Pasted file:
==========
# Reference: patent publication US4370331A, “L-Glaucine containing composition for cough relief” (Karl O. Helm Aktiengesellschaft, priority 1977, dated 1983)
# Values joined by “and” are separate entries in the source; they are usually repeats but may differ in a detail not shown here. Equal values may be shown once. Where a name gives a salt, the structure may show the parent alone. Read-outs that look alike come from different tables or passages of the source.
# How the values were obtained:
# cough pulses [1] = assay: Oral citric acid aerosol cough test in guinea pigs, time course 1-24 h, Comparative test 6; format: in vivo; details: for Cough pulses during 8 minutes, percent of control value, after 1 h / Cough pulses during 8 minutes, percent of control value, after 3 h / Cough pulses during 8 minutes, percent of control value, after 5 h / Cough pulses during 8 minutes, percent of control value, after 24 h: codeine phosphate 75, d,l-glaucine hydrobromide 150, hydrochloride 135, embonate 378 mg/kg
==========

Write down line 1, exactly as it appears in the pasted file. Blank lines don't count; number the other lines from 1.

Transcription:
# Reference: patent publication US4370331A, “L-Glaucine containing composition for cough relief” (Karl O. Helm Aktiengesellschaft, priority 1977, dated 1983)